From Australian Geographic journal:
New species of lily has weird perfume
By: Alexandra Back | January-27-2011
A NEW SPECIES OF desert lily that smells like a burnt-out electrical motor has been discovered in Western Australia’s Kimberley region.
Conservation geneticist Dr Matthew Barrett of Kings Park and Botanic Garden, in Perth, discovered the new native near Kununurra and has dubbed it “nano-arum” (Typhonium spp) because of its small size. At between five and ten centimetres tall, it is half the size of the average arum lily and is among the world’s smallest.
Based on his previous research of other arum species, Matthew says the unusual perfume is likely volatile chemical amines released by the plant. “The burnt-out electrics smell is the plant trying to attract a specific type of pollinator beetle, called the rove beetle,” he says.
Some of the new plants were found with the beetles still inside the flower. He says the size and elongated abdomen of the rove beetle make it better equipped to pollinate the trumpet-shaped flower of the nano-arum.
Some Australian arum lilies attract pollinators such as dung beetles by looking or smelling like rotting meat or dung which is mimicked in their dark red colouring. The new arum lily is unusual in that it is green. Matthew says the different colour has something to do with the rove beetle pollinators and their attraction to rotting plant matter.
Matthew was surveying the area for a different species when he came upon the nano-arum and says the discovery of new species is not such a rare thing. “It’s not unusual for us to find one new species per day on wet season trips,” he says.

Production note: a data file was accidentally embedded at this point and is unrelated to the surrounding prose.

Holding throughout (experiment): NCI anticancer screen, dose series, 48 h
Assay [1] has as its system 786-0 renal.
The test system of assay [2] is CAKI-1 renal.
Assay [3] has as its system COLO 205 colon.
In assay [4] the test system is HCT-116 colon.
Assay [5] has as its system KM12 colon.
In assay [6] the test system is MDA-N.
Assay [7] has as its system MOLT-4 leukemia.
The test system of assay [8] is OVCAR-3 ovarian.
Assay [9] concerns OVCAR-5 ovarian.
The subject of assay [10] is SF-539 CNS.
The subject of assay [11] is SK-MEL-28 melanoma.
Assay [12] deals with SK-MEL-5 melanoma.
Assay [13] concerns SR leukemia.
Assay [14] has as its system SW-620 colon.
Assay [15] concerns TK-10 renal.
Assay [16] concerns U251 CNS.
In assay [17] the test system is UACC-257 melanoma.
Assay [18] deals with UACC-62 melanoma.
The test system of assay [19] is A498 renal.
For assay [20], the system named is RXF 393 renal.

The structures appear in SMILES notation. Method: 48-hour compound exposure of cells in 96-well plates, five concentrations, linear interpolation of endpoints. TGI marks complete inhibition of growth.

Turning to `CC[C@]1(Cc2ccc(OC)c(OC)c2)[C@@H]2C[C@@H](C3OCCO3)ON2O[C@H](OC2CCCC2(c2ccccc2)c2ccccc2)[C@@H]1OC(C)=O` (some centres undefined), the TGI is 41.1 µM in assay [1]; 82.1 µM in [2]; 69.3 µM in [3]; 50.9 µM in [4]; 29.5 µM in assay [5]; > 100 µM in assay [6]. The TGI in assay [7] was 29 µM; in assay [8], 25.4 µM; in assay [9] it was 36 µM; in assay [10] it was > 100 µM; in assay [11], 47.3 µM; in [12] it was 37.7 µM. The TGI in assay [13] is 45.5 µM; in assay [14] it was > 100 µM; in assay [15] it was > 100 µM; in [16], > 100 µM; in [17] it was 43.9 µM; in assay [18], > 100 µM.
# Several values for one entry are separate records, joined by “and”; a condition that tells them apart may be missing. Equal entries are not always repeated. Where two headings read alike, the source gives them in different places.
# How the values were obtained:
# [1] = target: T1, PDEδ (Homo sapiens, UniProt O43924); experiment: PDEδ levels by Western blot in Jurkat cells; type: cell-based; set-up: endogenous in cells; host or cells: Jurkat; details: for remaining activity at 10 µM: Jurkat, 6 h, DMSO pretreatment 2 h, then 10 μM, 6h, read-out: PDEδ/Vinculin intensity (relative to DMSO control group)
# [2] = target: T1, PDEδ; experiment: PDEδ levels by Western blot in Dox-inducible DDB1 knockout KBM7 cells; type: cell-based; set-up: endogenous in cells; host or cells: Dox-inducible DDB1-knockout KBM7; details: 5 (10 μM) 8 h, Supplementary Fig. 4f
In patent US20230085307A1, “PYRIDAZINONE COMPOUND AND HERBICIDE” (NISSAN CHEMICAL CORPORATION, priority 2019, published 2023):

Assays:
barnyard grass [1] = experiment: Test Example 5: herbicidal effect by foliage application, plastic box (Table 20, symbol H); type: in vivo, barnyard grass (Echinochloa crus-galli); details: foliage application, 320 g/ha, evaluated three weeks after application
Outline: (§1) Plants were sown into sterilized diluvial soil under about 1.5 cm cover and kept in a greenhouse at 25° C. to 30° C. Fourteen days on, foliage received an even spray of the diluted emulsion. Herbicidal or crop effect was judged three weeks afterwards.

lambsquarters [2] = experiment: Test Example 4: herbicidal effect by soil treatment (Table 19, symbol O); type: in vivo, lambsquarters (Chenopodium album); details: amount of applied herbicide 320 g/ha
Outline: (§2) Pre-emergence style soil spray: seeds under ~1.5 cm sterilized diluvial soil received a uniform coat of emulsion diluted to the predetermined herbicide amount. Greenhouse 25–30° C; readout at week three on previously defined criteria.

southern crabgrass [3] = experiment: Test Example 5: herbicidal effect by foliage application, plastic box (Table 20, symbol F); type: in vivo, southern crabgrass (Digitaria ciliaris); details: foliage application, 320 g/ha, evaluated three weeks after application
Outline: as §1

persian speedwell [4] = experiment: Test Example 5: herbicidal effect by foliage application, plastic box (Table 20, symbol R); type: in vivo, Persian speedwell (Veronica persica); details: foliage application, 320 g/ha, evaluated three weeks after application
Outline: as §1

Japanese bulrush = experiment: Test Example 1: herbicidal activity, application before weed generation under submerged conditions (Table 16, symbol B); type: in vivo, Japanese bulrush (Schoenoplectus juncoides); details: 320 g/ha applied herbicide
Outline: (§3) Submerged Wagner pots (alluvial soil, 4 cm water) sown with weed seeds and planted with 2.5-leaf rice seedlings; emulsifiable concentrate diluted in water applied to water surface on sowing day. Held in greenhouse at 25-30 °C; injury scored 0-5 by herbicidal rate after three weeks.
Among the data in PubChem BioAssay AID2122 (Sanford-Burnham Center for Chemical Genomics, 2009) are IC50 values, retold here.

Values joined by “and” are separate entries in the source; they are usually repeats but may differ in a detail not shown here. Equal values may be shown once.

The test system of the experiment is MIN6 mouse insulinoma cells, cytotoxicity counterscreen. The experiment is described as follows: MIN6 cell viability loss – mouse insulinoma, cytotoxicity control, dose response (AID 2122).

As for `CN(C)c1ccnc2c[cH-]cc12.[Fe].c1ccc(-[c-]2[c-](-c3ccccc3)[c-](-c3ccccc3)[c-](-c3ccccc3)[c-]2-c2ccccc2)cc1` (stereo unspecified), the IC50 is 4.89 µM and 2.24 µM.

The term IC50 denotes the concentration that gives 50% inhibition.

The discovery showed how many more plants were still to be discovered in Western Australia’s north, he says, particularly those like the nano-arum, which flowers for only two days in the wet season.
The environment minister of Western Australia, Bill Marmion, says that it is unusual to find a new species so close to a major town.
Coastal plants of Schoorl, the Netherlands: here.
John Pilger, Truthout: “When you fly over the earth’s oldest land mass, Australia, the view can be shocking. Scars as long as European countries are the result of erosion. Salt pans shimmer where native vegetation once grew. This change is almost impossible to reverse. The first species to die are those that are most vulnerable. According to the International Union for Conservation of Nature, Australia’s devastation of its natural environment has caused more mammal extinction than in any other country”: here.
Grappling with the unthinkable: Small mammal extinctions spreading to northern Australia: here.
May 2011: Hundreds of wallabies stranded on two small islands in Western Australia have been successfully rescued. Western Australia’s Department of Environment and Conservation (DEC) rescued the marooned agile and nailtail wallabies, which had become stranded on two small temporary islands at Lake Argyle in the east Kimberley: here.